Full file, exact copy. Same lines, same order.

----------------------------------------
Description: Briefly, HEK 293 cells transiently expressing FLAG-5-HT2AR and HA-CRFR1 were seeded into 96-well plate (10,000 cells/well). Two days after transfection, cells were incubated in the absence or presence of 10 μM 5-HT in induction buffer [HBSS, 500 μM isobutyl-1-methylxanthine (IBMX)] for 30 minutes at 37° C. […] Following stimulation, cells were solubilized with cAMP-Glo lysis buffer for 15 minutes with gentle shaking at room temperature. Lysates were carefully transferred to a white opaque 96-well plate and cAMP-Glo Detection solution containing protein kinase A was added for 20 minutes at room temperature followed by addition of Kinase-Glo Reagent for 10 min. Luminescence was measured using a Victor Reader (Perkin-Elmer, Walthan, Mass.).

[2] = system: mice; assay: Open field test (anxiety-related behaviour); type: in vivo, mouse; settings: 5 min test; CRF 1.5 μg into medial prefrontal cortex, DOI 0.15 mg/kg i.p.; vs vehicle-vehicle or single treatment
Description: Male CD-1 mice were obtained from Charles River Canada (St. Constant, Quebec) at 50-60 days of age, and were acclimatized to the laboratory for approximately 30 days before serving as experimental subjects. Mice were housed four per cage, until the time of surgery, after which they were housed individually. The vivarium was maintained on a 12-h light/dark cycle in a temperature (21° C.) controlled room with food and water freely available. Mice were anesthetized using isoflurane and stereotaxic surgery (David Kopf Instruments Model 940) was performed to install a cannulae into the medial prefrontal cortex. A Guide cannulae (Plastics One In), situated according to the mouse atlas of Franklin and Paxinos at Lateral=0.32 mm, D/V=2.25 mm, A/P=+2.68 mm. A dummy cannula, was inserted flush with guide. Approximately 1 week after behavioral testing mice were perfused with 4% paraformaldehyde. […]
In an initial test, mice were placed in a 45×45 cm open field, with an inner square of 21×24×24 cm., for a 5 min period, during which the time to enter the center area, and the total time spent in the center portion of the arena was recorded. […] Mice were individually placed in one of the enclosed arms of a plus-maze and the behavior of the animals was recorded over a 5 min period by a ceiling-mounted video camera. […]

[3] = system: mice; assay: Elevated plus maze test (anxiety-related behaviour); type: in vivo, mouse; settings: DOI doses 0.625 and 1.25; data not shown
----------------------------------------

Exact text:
Description: Briefly, HEK 293 cells transiently expressing FLAG-5-HT2AR and HA-CRFR1 were seeded into 96-well plate (10,000 cells/well). Two days after transfection, cells were incubated in the absence or presence of 10 μM 5-HT in induction buffer [HBSS, 500 μM isobutyl-1-methylxanthine (IBMX)] for 30 minutes at 37° C. […] Following stimulation, cells were solubilized with cAMP-Glo lysis buffer for 15 minutes with gentle shaking at room temperature. Lysates were carefully transferred to a white opaque 96-well plate and cAMP-Glo Detection solution containing protein kinase A was added for 20 minutes at room temperature followed by addition of Kinase-Glo Reagent for 10 min. Luminescence was measured using a Victor Reader (Perkin-Elmer, Walthan, Mass.).

[2] = system: mice; assay: Open field test (anxiety-related behaviour); type: in vivo, mouse; settings: 5 min test; CRF 1.5 μg into medial prefrontal cortex, DOI 0.15 mg/kg i.p.; vs vehicle-vehicle or single treatment
Description: Male CD-1 mice were obtained from Charles River Canada (St. Constant, Quebec) at 50-60 days of age, and were acclimatized to the laboratory for approximately 30 days before serving as experimental subjects. Mice were housed four per cage, until the time of surgery, after which they were housed individually. The vivarium was maintained on a 12-h light/dark cycle in a temperature (21° C.) controlled room with food and water freely available. Mice were anesthetized using isoflurane and stereotaxic surgery (David Kopf Instruments Model 940) was performed to install a cannulae into the medial prefrontal cortex. A Guide cannulae (Plastics One In), situated according to the mouse atlas of Franklin and Paxinos at Lateral=0.32 mm, D/V=2.25 mm, A/P=+2.68 mm. A dummy cannula, was inserted flush with guide. Approximately 1 week after behavioral testing mice were perfused with 4% paraformaldehyde. […]
In an initial test, mice were placed in a 45×45 cm open field, with an inner square of 21×24×24 cm., for a 5 min period, during which the time to enter the center area, and the total time spent in the center portion of the arena was recorded. […] Mice were individually placed in one of the enclosed arms of a plus-maze and the behavior of the animals was recorded over a 5 min period by a ceiling-mounted video camera. […]

[3] = system: mice; assay: Elevated plus maze test (anxiety-related behaviour); type: in vivo, mouse; settings: DOI doses 0.625 and 1.25; data not shown